Electronic decoys usher in new era of dove hunting

Posted Saturday, Oct. 26, 2013  comments  Print Reprints

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The battery-operated advertisement rabbits that most of us have seen march across our television screens couldn’t hold a candle to the hundreds of fake doves that spun their wings over sunflowers, maize and water holes scattered across Texas during this year’s major dove hunting seasons.

Many hunters also have used the motion dove decoys to attract teal and other ducks during the waterfowl hunting seasons, favoring the smaller decoys over larger motion waterfowl decoys, a testament of their ability to attract a variety of game birds.

Indeed, like many changes in hunting gear, the “new era” of dove hunting in Texas has evolved into electronics involving fake doves with wings that spin on poles positioned in front of the hunters.

“It is amazing how well these motion dove decoys bring the mourning and whitewing doves right down out of the sky to you,” said Ron Stanfield, a dove hunter in Knox County.

“I have seen doves flying across a field almost 150 yards away that turn and fly directly to the dove decoys. Some of them will hover right over the decoys and other doves will light on the ground right next to the decoys.”

Indeed, motion dove decoys, especially those with spinning wings, are making believers of hunters who once may have questioned whether the fakesters would help put more birds in their game bags.

“I set out at least two motion dove decoys next to each other for the best results,” Steve Barber of Granbury said. “Some hunters use more. There is no doubt that they work to bring in doves. The doves have been all over the tops of our decoys that our hunters set out in this field this morning.”

Most motion dove decoys operate on a pair or more of AA batteries that cause their paddle-like wings to spin on a pair of dove wing replicas that is mounted on a metal pole 3 or more feet off the ground. They sell for around $35 to $45 for each decoy. Some are cheaper when bought in pairs or larger numbers.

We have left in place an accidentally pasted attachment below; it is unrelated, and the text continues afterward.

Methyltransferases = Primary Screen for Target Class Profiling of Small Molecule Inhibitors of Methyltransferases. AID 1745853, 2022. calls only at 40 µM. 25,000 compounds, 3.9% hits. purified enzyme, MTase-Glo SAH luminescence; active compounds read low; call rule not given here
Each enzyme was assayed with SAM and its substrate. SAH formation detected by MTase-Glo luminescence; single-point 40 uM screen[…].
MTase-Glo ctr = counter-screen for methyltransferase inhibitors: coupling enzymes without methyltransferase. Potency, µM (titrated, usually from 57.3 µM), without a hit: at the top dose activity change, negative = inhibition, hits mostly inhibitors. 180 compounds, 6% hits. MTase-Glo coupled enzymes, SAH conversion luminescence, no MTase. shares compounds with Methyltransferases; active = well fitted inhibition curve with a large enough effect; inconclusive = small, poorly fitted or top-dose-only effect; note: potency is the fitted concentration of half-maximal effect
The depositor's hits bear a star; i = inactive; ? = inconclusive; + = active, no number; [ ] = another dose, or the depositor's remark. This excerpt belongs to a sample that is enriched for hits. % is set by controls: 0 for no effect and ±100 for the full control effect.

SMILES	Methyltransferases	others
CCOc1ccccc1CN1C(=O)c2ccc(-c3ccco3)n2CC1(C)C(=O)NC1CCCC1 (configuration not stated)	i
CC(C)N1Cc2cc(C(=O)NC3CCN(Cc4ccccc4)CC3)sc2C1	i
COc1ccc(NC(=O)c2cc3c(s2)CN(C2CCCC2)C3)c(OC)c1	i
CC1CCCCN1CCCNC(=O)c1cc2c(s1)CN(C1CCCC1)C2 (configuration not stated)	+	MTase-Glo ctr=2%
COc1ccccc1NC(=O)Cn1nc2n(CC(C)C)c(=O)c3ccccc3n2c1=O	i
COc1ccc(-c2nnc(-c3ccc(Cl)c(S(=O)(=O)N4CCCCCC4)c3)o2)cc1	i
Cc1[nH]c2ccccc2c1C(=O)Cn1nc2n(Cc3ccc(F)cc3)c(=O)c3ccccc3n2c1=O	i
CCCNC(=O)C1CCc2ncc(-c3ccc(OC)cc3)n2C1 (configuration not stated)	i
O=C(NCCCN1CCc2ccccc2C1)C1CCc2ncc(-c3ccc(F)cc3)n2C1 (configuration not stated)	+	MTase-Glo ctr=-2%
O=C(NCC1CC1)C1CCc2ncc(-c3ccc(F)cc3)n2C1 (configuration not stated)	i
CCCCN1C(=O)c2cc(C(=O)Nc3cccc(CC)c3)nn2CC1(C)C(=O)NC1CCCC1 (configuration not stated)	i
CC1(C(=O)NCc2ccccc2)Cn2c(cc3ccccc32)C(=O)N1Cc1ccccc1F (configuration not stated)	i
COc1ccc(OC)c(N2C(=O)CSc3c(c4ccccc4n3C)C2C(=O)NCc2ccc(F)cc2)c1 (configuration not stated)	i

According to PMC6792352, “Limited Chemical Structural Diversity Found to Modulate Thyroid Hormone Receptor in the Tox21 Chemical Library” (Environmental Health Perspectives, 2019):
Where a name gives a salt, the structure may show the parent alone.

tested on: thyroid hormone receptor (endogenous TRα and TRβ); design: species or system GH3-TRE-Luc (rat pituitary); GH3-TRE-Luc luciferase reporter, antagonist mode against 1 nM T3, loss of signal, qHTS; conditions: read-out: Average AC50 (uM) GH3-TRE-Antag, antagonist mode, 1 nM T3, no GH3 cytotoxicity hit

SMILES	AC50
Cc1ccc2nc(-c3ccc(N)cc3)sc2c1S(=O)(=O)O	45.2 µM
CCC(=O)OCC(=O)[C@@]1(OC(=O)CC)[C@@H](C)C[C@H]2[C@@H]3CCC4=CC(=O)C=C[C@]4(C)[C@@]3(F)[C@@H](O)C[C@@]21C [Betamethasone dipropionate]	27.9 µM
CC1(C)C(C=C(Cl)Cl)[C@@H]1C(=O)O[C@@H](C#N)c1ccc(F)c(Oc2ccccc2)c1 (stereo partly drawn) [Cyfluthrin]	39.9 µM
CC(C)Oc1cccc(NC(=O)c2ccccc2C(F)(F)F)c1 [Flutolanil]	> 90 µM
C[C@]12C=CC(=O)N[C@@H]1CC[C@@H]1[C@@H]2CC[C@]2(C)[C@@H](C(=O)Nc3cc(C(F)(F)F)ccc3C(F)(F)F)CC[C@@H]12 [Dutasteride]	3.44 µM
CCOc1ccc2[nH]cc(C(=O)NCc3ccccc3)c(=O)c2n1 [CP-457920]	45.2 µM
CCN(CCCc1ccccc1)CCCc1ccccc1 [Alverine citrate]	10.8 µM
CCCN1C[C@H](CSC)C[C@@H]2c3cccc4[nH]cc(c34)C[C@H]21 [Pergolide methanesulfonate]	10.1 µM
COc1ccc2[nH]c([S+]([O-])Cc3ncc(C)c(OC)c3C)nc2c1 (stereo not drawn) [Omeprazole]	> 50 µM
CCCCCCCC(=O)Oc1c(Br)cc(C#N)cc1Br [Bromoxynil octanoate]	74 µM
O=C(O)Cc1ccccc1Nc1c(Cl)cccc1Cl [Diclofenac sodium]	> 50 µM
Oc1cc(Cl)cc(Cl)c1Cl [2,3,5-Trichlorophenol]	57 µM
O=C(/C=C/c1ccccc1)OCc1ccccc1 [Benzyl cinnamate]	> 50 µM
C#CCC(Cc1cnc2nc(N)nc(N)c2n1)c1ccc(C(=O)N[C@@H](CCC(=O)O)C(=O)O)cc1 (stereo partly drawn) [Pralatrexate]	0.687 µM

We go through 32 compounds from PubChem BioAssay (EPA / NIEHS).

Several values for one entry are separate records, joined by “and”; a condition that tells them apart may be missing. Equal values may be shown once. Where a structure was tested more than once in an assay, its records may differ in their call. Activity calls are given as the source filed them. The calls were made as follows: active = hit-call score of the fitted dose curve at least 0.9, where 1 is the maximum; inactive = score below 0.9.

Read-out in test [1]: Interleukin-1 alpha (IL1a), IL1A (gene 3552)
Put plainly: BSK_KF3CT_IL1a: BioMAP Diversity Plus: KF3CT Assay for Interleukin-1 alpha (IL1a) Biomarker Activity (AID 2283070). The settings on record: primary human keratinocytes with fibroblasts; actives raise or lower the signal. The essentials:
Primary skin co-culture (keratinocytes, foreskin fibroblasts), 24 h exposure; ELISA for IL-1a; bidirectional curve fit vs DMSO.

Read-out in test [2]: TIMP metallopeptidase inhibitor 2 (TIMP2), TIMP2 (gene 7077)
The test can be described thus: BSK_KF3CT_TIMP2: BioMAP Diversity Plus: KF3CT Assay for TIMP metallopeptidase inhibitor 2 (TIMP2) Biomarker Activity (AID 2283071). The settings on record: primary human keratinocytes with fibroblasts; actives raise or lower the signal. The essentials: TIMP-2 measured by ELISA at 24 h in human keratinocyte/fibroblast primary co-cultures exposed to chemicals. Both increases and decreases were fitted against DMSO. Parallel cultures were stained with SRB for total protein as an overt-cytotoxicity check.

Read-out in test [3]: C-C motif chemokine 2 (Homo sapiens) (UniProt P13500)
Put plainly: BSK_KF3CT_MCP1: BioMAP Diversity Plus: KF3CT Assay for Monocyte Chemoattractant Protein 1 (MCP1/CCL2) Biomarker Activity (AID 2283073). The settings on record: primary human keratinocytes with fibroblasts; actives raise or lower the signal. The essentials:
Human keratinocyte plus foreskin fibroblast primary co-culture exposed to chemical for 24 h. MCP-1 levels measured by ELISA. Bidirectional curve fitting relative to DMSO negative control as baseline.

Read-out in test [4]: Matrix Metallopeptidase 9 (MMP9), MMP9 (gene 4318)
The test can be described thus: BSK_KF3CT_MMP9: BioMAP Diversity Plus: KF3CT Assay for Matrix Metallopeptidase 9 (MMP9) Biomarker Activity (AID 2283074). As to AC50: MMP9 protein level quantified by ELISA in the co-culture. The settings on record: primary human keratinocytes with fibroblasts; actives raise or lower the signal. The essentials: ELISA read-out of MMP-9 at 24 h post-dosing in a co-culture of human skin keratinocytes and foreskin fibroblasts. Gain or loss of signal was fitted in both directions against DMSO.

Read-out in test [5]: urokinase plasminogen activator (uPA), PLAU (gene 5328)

Most hunters say they would not hunt without one or more motion dove decoys.

“They work and that’s enough for me,” Coker said.

This year’s dove season opened in the North Zone on Sept. 1 and ran through Wednesday. The South Zone season opened Sept. 20 and ended Sunday. Each of these zones will reopen with late winter seasons in December through early to late January.

There are approximately 250,000 dove hunters in Texas who harvest 5 million to 6 million doves during the 70-day seasons. The daily bag limit is 15 but a change in possession limits that went into effect this year allows hunters to have 45 doves in their possession rather than 30 as in previous years.

Hunters this year may have experienced the best hunting in some areas than they have seen in several years.

Although the severe drought conditions that hit much of the state in 2011 limited if all but wiped out the growth of native and crop food sources for the doves, improved rain conditions prior and amid this season plus the opportunity of many farmers to provide seed-producing crops in several traditional dove hunting areas helped provide good hunting for this year’s hunters.

Additionally, the expansion of the white-winged doves across the state also has helped boost the numbers of doves many North Texas hunters used to rely solely upon mourning doves for good shooting opportunities.

“For the past two decades, white-winged dove populations have steadily expanded both their numbers and their geographical extent,” said David Morrison, small game program director for the Texas Parks and Wildlife Department. “We believe, and the [U.S. Service and Wildlife] service agrees an expansion is appropriate to take advantage of additional hunting opportunities.”

That approach to wildlife management is exactly what hunters have seen in recent years where white-winged and mourning dove regulations have been merged to include both in the aggregate of 15 birds rather than limiting up to white-winged doves in the overall aggregate of doves of both species that can be taken.

Wildlife officials acknowledge that the expansion of white-winged doves plus timely rainfalls often lead to improved dove populations, but there seems to be little argument that the electronic doves with their spinning wings are not helping put more doves in the bags of Texas hunters.

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